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Chatting with Mindy • Brooklyn Paper

Chatting with Mindy

State senate candidate Mindy Meyer took a minute from her busy schedule to give us her thoughts — and we still can’t see straight!
Photo by Paul Martinka

Ever since her ultra-pink, super-sassy campaign website appeared online last week, Flatbush’s new candidate for state senate says she’s been running through a 24-hour obstacle course of interviews as reporters try to figure out what makes the 22-year-old the New York Post calls the “magenta yenta” tick.

It wasn’t easy, but Meyer, an Orthodox Jewish conservative who will be facing state Sen. Kevin Parker (D–Flatbush) in November — and admitted to not knowing that Gov. Cuomo passed a historic same-sex marriage law last year — was able to take seven minutes from her busy day (we clocked it) so she could rattle off a few thoughts on her campaign, hydro fracking (which she calls “tampering with water”) and why all those bored legislators in Albany should fear a big, pink makeover.

Courier: Mindy! Thanks for taking a few minutes to talk to us. We can’t see you over the phone, but we’re sure your wearing that signature pink blazer. So, what’s the deal? How will your “Legally Blonde” outlook on life fit in Albany?

Meyer: I think it’s a perfect fit. The senators are probably bored up there. They need someone with my energy and ambition to inspire change. I’m like that energizer battery that keeps going and going. I wanted to sit down with them and show them my ideas and inspire them to take more action and help more people. But my favorite movie isn’t actually “Legally Blonde.” That was completely misreported.

Courier: Well, we strive to be accurate here, so what is your favorite movie?

Meyer: It’s really “The Notebook.”

Courier: Oh. Rock on. Let’s get back to the race. You’re 22-years-old, would you consider your age to be an asset or an obstacle?

Meyer: I see my age as an asset. Look at Mark Zuckerberg and how much he accomplished. I’m young, ambitious, and the younger people want an advocate for their future.

Courier: So what are you going to advocate for?

Meyer: I’m here to be an advocate for younger constituents and the young population, and I want to implement funding to help with that.

Courier: You’re not giving us much here, Mindy. Anything specific?

Meyer: There’s so much crime and we have to channel those energies into something positive. A lot of those people are brilliant and so we need to get them involved in positive things. My opponent has been in office for over 10 years and he recently held an employment fair, and it was very nice, but let’s focus on the children, who are our future, at a younger age. I’m not here to take more tax money from the people, but I’m going to take that money that already exists and put it into summer youth programs so in the future they will not have to go to employment fairs. I want to help them help themselves.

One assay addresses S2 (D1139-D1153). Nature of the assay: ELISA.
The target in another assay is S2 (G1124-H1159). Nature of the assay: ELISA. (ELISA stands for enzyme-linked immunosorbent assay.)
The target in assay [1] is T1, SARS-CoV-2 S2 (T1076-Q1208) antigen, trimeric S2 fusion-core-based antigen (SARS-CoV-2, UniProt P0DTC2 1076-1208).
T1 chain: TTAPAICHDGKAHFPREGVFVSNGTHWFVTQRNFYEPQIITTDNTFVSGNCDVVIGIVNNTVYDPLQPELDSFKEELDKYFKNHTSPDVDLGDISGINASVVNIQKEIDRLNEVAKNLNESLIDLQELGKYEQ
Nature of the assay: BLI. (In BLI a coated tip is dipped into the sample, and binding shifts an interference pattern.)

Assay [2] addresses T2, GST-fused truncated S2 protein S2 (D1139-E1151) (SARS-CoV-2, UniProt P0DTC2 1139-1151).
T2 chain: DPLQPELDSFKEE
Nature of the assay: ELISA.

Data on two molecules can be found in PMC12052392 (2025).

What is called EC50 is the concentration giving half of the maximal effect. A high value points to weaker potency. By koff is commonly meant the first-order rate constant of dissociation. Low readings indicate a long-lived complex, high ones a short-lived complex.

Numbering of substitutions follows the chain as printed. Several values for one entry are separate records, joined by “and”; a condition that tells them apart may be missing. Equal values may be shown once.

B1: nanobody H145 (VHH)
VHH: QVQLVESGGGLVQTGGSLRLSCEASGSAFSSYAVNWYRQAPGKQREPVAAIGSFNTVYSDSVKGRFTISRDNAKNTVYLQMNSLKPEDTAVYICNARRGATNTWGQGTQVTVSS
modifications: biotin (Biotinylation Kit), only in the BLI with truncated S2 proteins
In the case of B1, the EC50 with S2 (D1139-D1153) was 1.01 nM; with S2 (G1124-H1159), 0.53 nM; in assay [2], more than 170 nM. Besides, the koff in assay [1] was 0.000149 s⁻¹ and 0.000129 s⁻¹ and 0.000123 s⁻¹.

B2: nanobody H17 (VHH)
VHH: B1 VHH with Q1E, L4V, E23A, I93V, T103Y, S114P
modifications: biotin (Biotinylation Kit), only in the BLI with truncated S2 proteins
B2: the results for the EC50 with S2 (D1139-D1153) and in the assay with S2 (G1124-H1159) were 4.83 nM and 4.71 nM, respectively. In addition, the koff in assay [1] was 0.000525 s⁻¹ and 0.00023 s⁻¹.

Courier: OK. Let’s talk about Parker for a minute. What makes you a better candidate than him?

Meyer: He’s been in office for over 10 years, and I spoke with many people in my district and asked them to tell me just one thing about Kevin Parker. Most people didn’t know him, and nobody could tell me one thing he’s done for them. So, there’s nothing to lose for voting for me.

Courier: So, because people don’t know Parker, they should vote for you?

Meyer: Why should he keep his tenure when he keeps screwing up? He prides himself by saying he did something for New York City water. We have Poland Spring!

We don’t need the senator tampering with the water.

If that’s all you have to show for 10 years in office, that’s a little embarrassing.

If you don’t trust me, I understand, but with me its 50/50. Parker is 100 percent not there.

Courier: So you’re 50 percent not there?

Meyer: My point is there’s nothing to lose voting for me.

Courier: Your campaign is, how shall we say it, unorthodox. Have you gotten any complaints from your Orthodox Jewish neighbors?

Meyer: No, because the image I’m presenting is not contradictory. There’s pictures of me on my website like any other senator, and, honestly, what’s unorthodox about pink?

I’m not sorry it’s pink, I’m excited. I just feel it will attract more people and get them to the voting booth.

Some people think I’m all pink, diva, and bling, but I’m here to represent what my people want and issues of substance.

I’m gathering international attention and I’m going to channel that into what people want to do in office. I think everybody has to relax.— Colin Mixson

Reach reporter Colin MIxson at cmixson@cnglocal.com or by calling (718) 260-4514.

Flatbush state senate candidate Mindy Meyer took seven minutes to talk to us about her campaign.
Courtesy of Mindy Meyer for State Senate

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